Stocks ended lower on Tuesday after a governemnt report showed that wholesale prices had their biggest jump in October about 15 years, raising fears that higher energy costs may slow down the economic recovery.
The Dow Jones industrial average closed down 62.59 points, or 0.59%, to 10,487.65. The broader Standard & Poor's 500 index slipped 8.38 points, or 0.71%, to 1,175.43. The Nasdaq composite index fell 15.47 points, or 0.74%, to 2,078.62.
Looking ahead, Wednesday will be another busy day on the earnings reporting front. Among the companies stepping up to the plate are medical device maker Medtronic (MDT) and tech concerns Applied Materials (AMAT) and Intuit (INTU).
On the economics calendar, investors are eagerly awaiting the gauge on consumer inflation know as the Consumer Price Index after Monday's surprising high reading on wholesale costs. The CPI for October is expected to increase 0.5% versus a 0.2% increase in the previous month. Excluding volatile food and energy prices, the CPI is seen increasing 0.2% versus a 0.3% rise in September. In a separate report, new housing construction in October is seen rising to a 2 million annualized rate from 1.998 million in the previous month.
And industrial production for the month is expected to rise by 0.3% vs. a 0.1% rise in the previous month.
Pressuring stocks on Tuesday was news that the
producer price index (PPI), a gauge of inflation at the wholesale level, jumped 1.7% in October -- far outstripping the 0.6% increase that had been expected. Higher energy and food costs were largely to blame. Excluding these two volatile elements, the core index rose 0.3%, vs. the 0.1% expected.
Despite the huge increase, analysts said the Federal Reserve will stay its course of raising interest rates gradually to fend off inflation. Last week, the Fed hiked rates by one-quarter percentage point to 2%, marking its fourth boost this year. The Fed next meets in December to decide whether to raise interest rates again.
Interest-rate sensitive stocks such as financial services giant Citigroup (C) were among the companies pulling the market down.
Tuesday was a bonanza for retailer earnings. Wal-Mart Stores (WMT), the world's biggest retailer, posted 13% higher profit that was in line with Wall Street guidance. The company also raised its outlook for the full year. But investors had been expecting even stronger results.
Home-improvement outfit Home Depot (HD) posted a 15% increase in quarterly profit that topped expectations, thanks to sales in its professional businesses and other units.
Staples (SPLS), the largest U.S. office products retailer, said its quarterly profit rose 26% thanks to higher sales of furniture, back-to-school supplies and other factors.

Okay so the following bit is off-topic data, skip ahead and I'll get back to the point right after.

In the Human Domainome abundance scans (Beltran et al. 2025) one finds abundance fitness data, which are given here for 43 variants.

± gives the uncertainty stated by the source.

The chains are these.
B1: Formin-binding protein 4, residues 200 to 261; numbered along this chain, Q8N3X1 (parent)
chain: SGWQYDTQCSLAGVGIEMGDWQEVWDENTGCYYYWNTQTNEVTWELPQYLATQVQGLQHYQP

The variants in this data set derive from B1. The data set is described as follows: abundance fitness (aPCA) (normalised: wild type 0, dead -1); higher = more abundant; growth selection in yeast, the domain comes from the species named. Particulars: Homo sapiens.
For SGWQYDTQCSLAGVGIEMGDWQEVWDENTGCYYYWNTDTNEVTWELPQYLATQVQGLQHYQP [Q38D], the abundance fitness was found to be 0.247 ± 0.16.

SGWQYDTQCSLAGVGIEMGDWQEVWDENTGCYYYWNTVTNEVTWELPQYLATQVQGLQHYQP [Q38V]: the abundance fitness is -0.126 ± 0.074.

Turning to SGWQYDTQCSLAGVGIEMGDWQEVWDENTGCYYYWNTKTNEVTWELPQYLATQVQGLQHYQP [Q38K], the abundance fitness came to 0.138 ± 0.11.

Department-store operator J.C. Penney (JCP) posted quarterly profit that nearly doubled, topping Wall Street expectations.
But not all retail earnings were upbeat. Saks (SKS), which runs department stores, reported an unexpected loss in its third quarter due to hurricanes in the southeastern U.S. that kept customers away from outlets and to charges for the closure of some stores.
In other stocks news, General Motors (GM) warned it may not reach its goal sometime mid-decade of hitting $10 a share in net income and blamed in part rising health care and pension costs, according to the Wall Street Journal.
Internet search engine Google's (GOOG) shares moved lower Tuesday after millions of shares owned by Google staff were open fo selling after being forbidden by securities law to sell them up to now.
Mortgage lender Fannie Mae (FNM) warned it will miss a Securities and Exchange Commission deadline to file its third quarter results while its auditor carries out a review of its statements.
NYMEX crude prices were off 76 cents to $46.11 per barrel Tuesday afternoon ahead of closely watched inventory reports scheduled for release Wednesday.
Treasuries finished lower in price Tuesday. The pop in PPI did not suggest runaway inflation, but it keeps the Fed in the picture, says Informa Global Markets. The yield on the benchmark 10-year Treasury note rose 2 basis points to 4.21%.
Meanwhile, the president of the Philadelphia Fed said in a speech on the U.S. economy on Tuesday that another oil price spike would pose a significant risk to the economy. But he echoed other Fed speakers that rates will be hiked in a measured way and dependent on incoming data.
European stock markets closed lower on Tuesday. London's Financial Times-Stock Exchange 100 index was off 32.70 points, or 0.68%, to 4,770.40 as volatile oil prices rose modestly. Pubs and cigarette makers fell as the government unveiled a plan to ban smoking in most bars and restaurants. Among the losers were pub owners Enterprise Inns, Mitchells & Butlers, Punch Taverns and cigarette makers Gallaher and Imperial Tobacco. Meanwhile, new reports showed a rise of 0.3% in consumer prices, while house prices grew at the slowest pace in 12 years.
Germany's DAX index was off 17.12 points, or 0.41%, to 4,117.22 as oil prices rose and the U.S. core was PPI higher than expected. Allianz was lower after Credit Suisse cut its rating on stock to neutral from outperform.
France's CAC-40 index slipped 26.70 points, or 0.70%, to 3794.27 as U.S. PPI report raised inflation concerns. Avenir Telecom was higher after the company said its first quarter earnings rose 89%. Peugeot was lower after the company reported its October car sales fell 11.5%.
In Asia, the markets finished lower on Tuesday. Japan's Nikkei 225 index fell 65.82 points, or 0.59%, to 11,161.75 on losses in key tech stocks. Kyocera skidded 2.37% while Advantest fell 1.66%. But Elpida Memory, which debuted on Monday, jumped 4% after the company said it aimed for an operating margin of 15% or more in the mid- to long-term.
In Hong Kong, the Hang Seng index declined 186.14 points, or 1.34%, to close at 13,746.08 with financial names leading losses.